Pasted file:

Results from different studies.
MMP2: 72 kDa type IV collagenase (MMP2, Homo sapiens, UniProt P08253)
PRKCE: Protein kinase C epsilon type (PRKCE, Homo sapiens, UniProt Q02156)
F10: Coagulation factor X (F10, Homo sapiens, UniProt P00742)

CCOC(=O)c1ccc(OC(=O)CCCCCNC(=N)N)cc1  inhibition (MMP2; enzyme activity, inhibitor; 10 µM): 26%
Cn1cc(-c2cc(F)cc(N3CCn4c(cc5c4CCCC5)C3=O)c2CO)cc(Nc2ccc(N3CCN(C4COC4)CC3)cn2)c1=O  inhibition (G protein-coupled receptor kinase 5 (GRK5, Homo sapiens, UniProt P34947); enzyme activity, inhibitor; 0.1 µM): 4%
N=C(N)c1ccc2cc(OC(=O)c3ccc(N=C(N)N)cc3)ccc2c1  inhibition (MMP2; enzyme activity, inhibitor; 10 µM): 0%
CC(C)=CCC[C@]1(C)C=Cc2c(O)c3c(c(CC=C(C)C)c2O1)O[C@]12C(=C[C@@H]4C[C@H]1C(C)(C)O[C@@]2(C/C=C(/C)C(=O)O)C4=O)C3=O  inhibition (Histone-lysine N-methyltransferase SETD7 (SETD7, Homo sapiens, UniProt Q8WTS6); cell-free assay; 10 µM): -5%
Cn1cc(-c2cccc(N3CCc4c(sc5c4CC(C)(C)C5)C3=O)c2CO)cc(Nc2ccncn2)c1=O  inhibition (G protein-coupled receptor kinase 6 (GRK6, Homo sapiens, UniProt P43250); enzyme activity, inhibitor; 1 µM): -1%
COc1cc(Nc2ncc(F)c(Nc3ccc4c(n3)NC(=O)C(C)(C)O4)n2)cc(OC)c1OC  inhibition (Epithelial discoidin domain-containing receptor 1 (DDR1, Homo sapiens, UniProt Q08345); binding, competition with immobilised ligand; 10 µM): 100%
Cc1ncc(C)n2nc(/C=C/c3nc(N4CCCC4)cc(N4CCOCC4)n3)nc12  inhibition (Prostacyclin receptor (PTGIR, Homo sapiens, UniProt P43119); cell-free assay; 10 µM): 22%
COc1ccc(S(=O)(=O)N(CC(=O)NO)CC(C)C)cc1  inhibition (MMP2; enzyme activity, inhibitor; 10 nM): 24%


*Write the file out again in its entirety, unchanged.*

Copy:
Results from different studies.
MMP2: 72 kDa type IV collagenase (MMP2, Homo sapiens, UniProt P08253)
PRKCE: Protein kinase C epsilon type (PRKCE, Homo sapiens, UniProt Q02156)
F10: Coagulation factor X (F10, Homo sapiens, UniProt P00742)

CCOC(=O)c1ccc(OC(=O)CCCCCNC(=N)N)cc1  inhibition (MMP2; enzyme activity, inhibitor; 10 µM): 26%
Cn1cc(-c2cc(F)cc(N3CCn4c(cc5c4CCCC5)C3=O)c2CO)cc(Nc2ccc(N3CCN(C4COC4)CC3)cn2)c1=O  inhibition (G protein-coupled receptor kinase 5 (GRK5, Homo sapiens, UniProt P34947); enzyme activity, inhibitor; 0.1 µM): 4%
N=C(N)c1ccc2cc(OC(=O)c3ccc(N=C(N)N)cc3)ccc2c1  inhibition (MMP2; enzyme activity, inhibitor; 10 µM): 0%
CC(C)=CCC[C@]1(C)C=Cc2c(O)c3c(c(CC=C(C)C)c2O1)O[C@]12C(=C[C@@H]4C[C@H]1C(C)(C)O[C@@]2(C/C=C(/C)C(=O)O)C4=O)C3=O  inhibition (Histone-lysine N-methyltransferase SETD7 (SETD7, Homo sapiens, UniProt Q8WTS6); cell-free assay; 10 µM): -5%
Cn1cc(-c2cccc(N3CCc4c(sc5c4CC(C)(C)C5)C3=O)c2CO)cc(Nc2ccncn2)c1=O  inhibition (G protein-coupled receptor kinase 6 (GRK6, Homo sapiens, UniProt P43250); enzyme activity, inhibitor; 1 µM): -1%
COc1cc(Nc2ncc(F)c(Nc3ccc4c(n3)NC(=O)C(C)(C)O4)n2)cc(OC)c1OC  inhibition (Epithelial discoidin domain-containing receptor 1 (DDR1, Homo sapiens, UniProt Q08345); binding, competition with immobilised ligand; 10 µM): 100%
Cc1ncc(C)n2nc(/C=C/c3nc(N4CCCC4)cc(N4CCOCC4)n3)nc12  inhibition (Prostacyclin receptor (PTGIR, Homo sapiens, UniProt P43119); cell-free assay; 10 µM): 22%
COc1ccc(S(=O)(=O)N(CC(=O)NO)CC(C)C)cc1  inhibition (MMP2; enzyme activity, inhibitor; 10 nM): 24%